Jason Ang on the Three Pillars of Finance Transformation

  • By AFP Staff
  • Published: 2/7/2023
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As Vice President, Finance Transformation, at Singapore Post Limited, Jason Ang has an ambitious mandate: to transform the culture, skills, technologies and processes of the organization.

Bryan Lapidus, FPAC, AFP’s Director, FP&A Practice, caught up with Jason, who is also a member of AFP’s Asia-Pacific FP&A Advisory Council, to discuss the meaning of finance transformation, the challenge of organizational change and the need to upskill teams.

Bryan: You’ve been in your current role for a couple of months. How did you get into finance, and then how did you get into this role?

Jason Ang HeadshotJason: I did not start my career doing finance transformation. In fact, I started my career with PricewaterhouseCoopers (PwC) in Singapore and Sydney, largely focused on financial statement audits and advisory work. After more than a decade, I transitioned to a commercial role for a large multinational corporation where I was the Business Controller for the global technology team.

Shortly after, there was a major restructuring at the organization, and I was called upon to drive finance transformation for the global finance function, a role I subsequently had for over three years. Most recently, I continued that finance transformation specialization with my current role.

Bryan: What does finance transformation mean for you and the Singapore Post?

Jason: I think it’s a broad mandate. A lot of people I speak to seem to equate finance transformation to simply implementing a couple of systems, but that’s not what it is. Transformation speaks to three broad pillars: people, processes and technology. We need all three pillars to work in sync.

Case in point: Speaking on the people pillar, the teams need to be upskilled to be able to operate in new ways and with new technologies; we need to transform the culture of the teams and make them more collaborative as finance is expected to become more people-facing. All three pillars need to go hand in hand before a successful transformation can occur within our organization. If we neglect any pillars, we will run into issues later. The transformation is only as strong as the weakest of the pillars.

Bryan: Why is it so hard to get those three pillars working hand in hand?

Jason: People adopt change at different rates. In any organization, we sometimes have change enthusiasts who can quickly adapt. On the other end of the spectrum, I have seen people who are “institutionalized” — people who have been doing the same role for a long time and are comfortable with status quo — trying to persuade them to jump on the bandwagon means convincing them to get out of their comfort zone and that is not easy. You have all these variations of individuals on the adaptability scale and you have to pitch it differently. Right from the start, you need to make sure that everyone understands the vision and purpose of the transformation and feels like they can contribute and have a part to play.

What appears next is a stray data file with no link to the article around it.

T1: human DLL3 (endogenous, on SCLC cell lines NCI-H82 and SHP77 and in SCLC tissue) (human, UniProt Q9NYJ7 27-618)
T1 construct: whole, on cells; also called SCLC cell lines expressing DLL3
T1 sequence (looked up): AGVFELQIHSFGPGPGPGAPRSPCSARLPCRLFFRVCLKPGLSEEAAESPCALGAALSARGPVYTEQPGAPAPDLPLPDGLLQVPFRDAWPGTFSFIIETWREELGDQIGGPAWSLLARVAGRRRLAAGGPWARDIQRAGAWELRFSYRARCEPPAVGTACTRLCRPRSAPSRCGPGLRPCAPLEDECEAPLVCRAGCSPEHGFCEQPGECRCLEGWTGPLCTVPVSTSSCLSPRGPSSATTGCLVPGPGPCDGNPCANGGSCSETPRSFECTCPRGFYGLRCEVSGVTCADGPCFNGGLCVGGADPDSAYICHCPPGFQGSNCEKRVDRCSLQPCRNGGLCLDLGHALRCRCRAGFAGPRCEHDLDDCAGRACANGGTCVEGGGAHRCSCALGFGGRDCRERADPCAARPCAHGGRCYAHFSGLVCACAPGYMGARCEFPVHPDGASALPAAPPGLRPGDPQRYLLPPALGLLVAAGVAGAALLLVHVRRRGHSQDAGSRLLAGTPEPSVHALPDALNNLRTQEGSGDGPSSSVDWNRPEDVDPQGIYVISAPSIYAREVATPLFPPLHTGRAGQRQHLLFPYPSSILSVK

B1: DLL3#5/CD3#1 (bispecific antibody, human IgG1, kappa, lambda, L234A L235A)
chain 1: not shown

Bryan: If you could give two pieces of advice on finance transformation, what would they be?

Jason: First and foremost, we need sponsorship from the leadership team, which includes the CEO. They will be there to remove obstacles as they arise. Without them, we will not succeed.

Second, make sure that we communicate constantly and transparently about how things are tracking against the vision and the progress that we have made. Show progress and create momentum! In fact, we need to overcommunicate — either in a large townhall format or through informal small group sessions. We need to feel the pulse of the teams and then pivot and change course based on the feedback we are receiving.  

Bryan: You are also on the Asia-Pacific FP&A Advisory Council. What are you looking forward to learning from your peers?

Jason: FP&A is a part of the finance function that I’m hoping to transform, so one thing I’m keen to learn is what technologies my peers are using and hearing about their learnings, success stories, tips and tricks.

Digital transformation is a process, not a project. The 2022 AFP FP&A Guide: Get Your Data Right, underwritten by Workday, leads you through a progression of critical steps in the digital transformation process.

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